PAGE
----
For the first time since joining the NASCAR Xfinity Series competition in 2007, Toyota Racing is changing car models.
Toyota is introducing its iconic sports car, the Supra, into Xfinity Series competition next year beginning with the Feb. 16 season opener at Daytona International Speedway.
Toyota officials and NASCAR drivers Kyle Busch and Christopher Bell officially unveiled the new car Thursday night at Daytona International Speedway.
In recent years, Chevrolet with the Camaro and Ford with the Mustang have introduced sports car models in Xfinity Series competition.
“When you talk Toyota and cool cars, Supra is the first thing that comes to mind for many auto enthusiasts,” said Ed Laukes, group vice president of Toyota Division Marketing. “Supra’s return in production form is huge news, but now we’re also going to see this iconic sports car return to American motorsport.
“From a marketing perspective, it’s important to have a race car that evokes the dynamism and character of its showroom counterpart. We’re confident we’ve accomplished that with Supra, and we hope racing fans the world over will proudly cheer its success on track.”
Developing the NASCAR Toyota Supra model
Toyota worked with subsidiaries Toyota Racing Development and Calty Design Research to develop a Supra model that adhered to NASCAR specifications. The groups began work on the Supra in 2017.
“We’ve had tremendous success working with Calty to develop race cars that match the look, feel and excitement of their showroom counterparts,” said David Wilson, president of TRD. “We’re confident Calty and TRD have developed another race car, Supra, that is capable of winning races and championships.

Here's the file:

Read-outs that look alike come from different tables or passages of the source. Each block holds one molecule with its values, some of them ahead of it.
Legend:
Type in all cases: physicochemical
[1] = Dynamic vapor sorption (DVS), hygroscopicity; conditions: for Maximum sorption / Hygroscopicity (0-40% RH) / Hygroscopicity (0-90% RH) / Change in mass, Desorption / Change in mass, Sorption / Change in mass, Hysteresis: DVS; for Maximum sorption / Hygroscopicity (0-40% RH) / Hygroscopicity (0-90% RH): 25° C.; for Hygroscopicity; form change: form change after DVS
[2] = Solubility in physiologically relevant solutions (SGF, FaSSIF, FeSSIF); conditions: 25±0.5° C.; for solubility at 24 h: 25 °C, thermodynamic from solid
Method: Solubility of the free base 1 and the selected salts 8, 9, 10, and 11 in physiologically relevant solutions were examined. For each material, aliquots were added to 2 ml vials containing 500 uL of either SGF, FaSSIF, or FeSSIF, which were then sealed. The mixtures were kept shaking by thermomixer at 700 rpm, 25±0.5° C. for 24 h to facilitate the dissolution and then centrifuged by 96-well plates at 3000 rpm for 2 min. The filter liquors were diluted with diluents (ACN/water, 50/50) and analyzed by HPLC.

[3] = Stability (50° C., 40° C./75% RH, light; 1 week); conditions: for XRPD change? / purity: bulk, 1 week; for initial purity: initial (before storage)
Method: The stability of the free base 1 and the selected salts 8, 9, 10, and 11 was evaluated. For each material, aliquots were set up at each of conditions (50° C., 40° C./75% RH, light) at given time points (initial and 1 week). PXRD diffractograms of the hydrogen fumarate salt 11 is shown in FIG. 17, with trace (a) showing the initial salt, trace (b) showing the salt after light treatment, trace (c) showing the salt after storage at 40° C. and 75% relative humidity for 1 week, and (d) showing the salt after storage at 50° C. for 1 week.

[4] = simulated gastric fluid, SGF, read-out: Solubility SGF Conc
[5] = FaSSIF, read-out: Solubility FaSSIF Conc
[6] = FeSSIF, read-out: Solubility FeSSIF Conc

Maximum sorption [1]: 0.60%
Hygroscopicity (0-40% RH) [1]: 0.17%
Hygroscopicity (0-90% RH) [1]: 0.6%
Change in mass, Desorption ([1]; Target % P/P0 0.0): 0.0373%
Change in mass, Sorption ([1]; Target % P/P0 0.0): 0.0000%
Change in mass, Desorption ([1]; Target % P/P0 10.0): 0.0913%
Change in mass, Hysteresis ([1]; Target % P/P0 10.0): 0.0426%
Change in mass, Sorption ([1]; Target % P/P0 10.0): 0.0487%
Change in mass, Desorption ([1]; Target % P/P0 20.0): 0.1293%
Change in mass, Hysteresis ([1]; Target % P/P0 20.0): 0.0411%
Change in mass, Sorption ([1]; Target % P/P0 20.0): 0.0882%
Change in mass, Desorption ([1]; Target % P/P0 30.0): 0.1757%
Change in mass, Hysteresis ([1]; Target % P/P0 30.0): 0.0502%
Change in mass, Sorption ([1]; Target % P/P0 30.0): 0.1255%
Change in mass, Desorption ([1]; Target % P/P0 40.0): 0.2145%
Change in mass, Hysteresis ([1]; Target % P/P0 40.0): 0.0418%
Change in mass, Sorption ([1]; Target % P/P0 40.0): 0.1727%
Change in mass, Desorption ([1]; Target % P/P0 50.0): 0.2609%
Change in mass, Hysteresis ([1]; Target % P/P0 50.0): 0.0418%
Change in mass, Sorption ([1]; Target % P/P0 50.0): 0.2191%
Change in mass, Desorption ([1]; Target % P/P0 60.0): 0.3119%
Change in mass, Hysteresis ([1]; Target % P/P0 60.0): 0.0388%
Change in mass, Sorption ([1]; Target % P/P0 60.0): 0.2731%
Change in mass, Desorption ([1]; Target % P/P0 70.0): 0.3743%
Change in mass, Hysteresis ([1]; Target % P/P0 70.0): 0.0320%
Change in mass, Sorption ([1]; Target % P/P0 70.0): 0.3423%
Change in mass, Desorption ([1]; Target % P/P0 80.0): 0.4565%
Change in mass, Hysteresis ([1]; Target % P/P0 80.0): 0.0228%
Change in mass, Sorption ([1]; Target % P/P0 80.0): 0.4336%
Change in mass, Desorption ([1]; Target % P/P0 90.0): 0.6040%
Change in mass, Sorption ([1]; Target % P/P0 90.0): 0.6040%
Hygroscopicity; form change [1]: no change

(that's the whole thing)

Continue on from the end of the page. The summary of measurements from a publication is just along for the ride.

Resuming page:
“For Supra to be racing in NASCAR just speaks to how important this vehicle is to us, and that we believe Supra can be a bona fide championship winner.”
Toyota has used its Camry model in both the Xfinity and Monster Energy NASCAR Cup Series competition since debuting in each of those respective series. It fields the Tundra in the Camping World Truck Series.
Since entering Xfinity Series competition, Toyota has won four manufacturer championships, two driver championships and amassed 142 race victories.
The Supra has previously raced in both America and Japan, where it was a dominant force in Super GT competition and a contender in the IMSA Camel GT Series in the 1980s. It also made two appearances in the 24 Hours of Le Mans in France in the 1990s.
Calty has worked hand-in-hand with TRD, Toyota’s North American race engineer arm, to ensure consistency between production models and on-track Toyota race cars, while also improving on-track performance with each new build.
“When Ed (Laukes) told me they were bringing Supra back, I almost didn’t believe him. I figured he was messing with me, but Toyota did it and this is a big deal for the NASCAR Xfinity Series,” said Busch, who won the 2009 series championship in Camry.
“Supra is an iconic cool car, and to have it racing in NASCAR to highlight Supra’s return speaks to how important this is. I’m hoping to be the first guy to get Supra to Victory Lane, but I’m sure there’s a few other Toyota drivers thinking the same thing.”
TRD’s lineup now includes: Camry, Supra, and Tundra in NASCAR; Camry in the NHRA Funny Car competition; Camry in the ARCA Racing Series and regional touring series; 86 and Corolla Hatchback in Formula Drift; as well as engines for dirt midget racing and other series.